Last year, during the boom in online theatre, one of the most exciting prospects was a series called The Theatre Channel - an episodic series full of standalone performances from some of the biggest names in the West End and further afield, it grew from strength to strength. While the numbers of streams have drastically decreased since theatres have reopened, The Theatre Channel continues to go from strength to strength, now releasing its eighth episode out of a planned 10.
For episode eight, they have upped the ante by celebrating the legendary writer and composer Stephen Schwartz. Not only did he give his blessing for the episode, he got involved himself, speaking about all the songs performed and even performing himself at the end of the episode.
I was invited to a special screening event of this episode with the great man himself. As well as reviewing the episode, I will be talking about what happened when myself and a few others got to sit down with Stephen Schwartz himself for a Q&A.
EPISODE 8 REVIEW
The Theatre Channel started out with all performances being filmed on site at the Theatre Cafe, transforming the space brilliantly. Over the course of the series, it has evolved - first moving around the cafe to the nearby theatres, and now going on field trips for whole episodes on location. After episode 7 visited Open Air Theatre in Regent's Park, episode 8 travels to the Park Theatre. These changes only manage to keep the series feeling fresh.
It would be easy to fill an episode devoted to Stephen Schwartz with some of his best known songs. Instead, what we have here is a refreshing mix of fan favourites, hidden gems and even a tease of what's coming next from him. Kicking off with a filmed performance of opening number 'Magic To Do' from the glorious production of Pippin at Charing Cross Theatre, which sadly wraps up its run today. This is a great way to immortalise what has been a momentous production of one of Schwartz's most enduring shows, with the cast of eight including Ryan Anderson, Ian Carlyle, Natalie McQueen and Genevieve Nicole) giving a sensational performance that has been filmed beautifully.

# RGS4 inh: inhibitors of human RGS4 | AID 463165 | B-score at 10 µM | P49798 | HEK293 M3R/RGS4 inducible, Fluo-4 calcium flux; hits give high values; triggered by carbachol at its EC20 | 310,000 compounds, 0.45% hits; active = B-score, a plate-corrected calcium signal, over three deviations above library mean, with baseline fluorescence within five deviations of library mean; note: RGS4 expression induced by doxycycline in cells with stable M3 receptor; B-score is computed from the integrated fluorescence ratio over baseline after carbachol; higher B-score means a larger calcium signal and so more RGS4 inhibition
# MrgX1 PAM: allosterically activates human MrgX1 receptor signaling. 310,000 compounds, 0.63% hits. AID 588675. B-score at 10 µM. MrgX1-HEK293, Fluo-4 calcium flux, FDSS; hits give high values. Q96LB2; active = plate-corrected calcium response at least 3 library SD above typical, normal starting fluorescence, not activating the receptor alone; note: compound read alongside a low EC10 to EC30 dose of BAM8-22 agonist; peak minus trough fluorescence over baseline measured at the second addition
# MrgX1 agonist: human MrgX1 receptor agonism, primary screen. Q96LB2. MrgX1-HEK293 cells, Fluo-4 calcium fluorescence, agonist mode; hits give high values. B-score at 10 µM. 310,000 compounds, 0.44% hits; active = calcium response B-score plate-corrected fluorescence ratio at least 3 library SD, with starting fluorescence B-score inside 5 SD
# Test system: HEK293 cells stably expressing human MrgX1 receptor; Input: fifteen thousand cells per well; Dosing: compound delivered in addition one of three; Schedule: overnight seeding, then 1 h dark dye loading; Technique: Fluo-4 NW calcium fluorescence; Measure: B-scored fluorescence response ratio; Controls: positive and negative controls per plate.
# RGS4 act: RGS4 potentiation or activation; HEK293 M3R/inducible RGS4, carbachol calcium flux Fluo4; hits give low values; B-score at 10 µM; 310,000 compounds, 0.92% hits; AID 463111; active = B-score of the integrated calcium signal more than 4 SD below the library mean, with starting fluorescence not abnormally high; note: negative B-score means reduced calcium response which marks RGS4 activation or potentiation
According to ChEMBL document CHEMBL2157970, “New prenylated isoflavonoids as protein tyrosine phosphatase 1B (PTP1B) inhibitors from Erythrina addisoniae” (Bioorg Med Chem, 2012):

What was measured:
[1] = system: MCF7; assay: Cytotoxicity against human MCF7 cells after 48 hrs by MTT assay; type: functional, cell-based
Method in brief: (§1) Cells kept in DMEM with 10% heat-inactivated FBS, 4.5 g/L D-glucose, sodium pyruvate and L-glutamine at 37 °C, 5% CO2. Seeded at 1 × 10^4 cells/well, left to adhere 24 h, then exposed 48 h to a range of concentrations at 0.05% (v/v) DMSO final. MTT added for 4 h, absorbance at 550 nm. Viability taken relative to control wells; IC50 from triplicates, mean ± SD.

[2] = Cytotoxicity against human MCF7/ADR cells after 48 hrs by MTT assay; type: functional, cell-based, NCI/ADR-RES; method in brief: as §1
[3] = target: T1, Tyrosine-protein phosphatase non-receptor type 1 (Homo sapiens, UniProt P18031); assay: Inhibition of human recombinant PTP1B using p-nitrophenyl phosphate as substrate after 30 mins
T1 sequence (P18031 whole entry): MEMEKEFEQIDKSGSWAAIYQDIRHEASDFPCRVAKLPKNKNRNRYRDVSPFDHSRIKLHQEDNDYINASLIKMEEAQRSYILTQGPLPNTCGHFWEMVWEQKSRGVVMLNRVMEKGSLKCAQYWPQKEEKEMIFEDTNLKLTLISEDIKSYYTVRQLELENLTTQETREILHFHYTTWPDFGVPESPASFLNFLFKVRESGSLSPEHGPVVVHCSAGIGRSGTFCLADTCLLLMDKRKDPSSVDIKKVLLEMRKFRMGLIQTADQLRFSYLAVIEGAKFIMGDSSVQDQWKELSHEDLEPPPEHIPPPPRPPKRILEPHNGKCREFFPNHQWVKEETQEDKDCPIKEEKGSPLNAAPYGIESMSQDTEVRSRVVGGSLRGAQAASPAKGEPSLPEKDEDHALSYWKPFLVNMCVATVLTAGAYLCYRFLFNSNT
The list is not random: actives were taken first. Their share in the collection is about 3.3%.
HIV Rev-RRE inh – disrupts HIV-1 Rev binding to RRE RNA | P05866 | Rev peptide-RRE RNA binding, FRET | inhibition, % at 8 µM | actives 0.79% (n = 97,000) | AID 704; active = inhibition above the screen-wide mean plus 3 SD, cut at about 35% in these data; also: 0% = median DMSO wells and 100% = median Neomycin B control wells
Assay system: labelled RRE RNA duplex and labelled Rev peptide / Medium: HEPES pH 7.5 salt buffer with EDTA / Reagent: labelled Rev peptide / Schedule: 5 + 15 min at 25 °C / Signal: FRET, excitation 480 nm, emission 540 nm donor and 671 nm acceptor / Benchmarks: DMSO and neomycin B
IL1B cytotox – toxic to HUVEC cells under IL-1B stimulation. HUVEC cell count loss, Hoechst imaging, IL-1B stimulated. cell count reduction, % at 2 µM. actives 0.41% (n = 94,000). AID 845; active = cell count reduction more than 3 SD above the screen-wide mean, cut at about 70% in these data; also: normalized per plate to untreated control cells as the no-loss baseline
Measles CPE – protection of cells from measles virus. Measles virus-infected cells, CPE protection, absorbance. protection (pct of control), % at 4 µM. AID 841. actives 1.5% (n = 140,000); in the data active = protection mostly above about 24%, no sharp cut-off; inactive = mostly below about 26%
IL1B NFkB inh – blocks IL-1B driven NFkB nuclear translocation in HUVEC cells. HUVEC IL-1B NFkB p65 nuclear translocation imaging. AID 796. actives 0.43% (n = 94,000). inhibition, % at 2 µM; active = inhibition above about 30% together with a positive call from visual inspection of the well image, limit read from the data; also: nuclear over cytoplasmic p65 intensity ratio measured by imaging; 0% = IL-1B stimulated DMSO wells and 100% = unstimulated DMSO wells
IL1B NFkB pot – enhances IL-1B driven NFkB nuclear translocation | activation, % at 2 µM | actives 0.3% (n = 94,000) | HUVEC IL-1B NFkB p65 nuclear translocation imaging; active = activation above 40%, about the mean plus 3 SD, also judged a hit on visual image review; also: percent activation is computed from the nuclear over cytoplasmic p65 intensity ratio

What follows next is a stunning sequence of 'Prepare Ye/Beautiful City' from Godspell led by the incredible Melanie La Barrie with the Cafe Five. The wonderful Alice Fearn follows with a genius performance of 'It's An Art' from Working, which Schwartz talked about taking on more significance as we celebrate the importance of key workers.
We then get a glimpse into the future with Christine Allado, currently wowing audiences in Schwartz's The Prince of Egypt (which announced its closing date just an hour before this screening took place) teaming up with Stewart Clarke for a number from Schwartz's next show 'Making Magic' (formerly known as Schikaneder). If this lovely song is anything to go by, this is going to be another classic from him.
The standout performance of the episode follows as Jo Eaton-Kent tackles one of Schwartz's best loved numbers - 'I'm Not That Girl' from his masterpiece Wicked. With a beautiful intro from Stephen about why Wicked has become such a phenomenon, talking about how we can relate to the sende of being an outsider longing to fit in, and the immortal quote "We all have that green girl inside us", what followed was an incredibly moving portrayal of one of the shows emotional highlights. This sequence in particular was filmed like a short movie with the story playing out on the screen. In the post-show Q&A, Jo talked about how this sequence put trans stories front and centre, making it purely about love. This version does feature a lyric change - "Don't dream too far, don't lose sight of how things are" as opposed to "Who you are". A truly beautiful performance, fantastically performed by Eaton-Kent.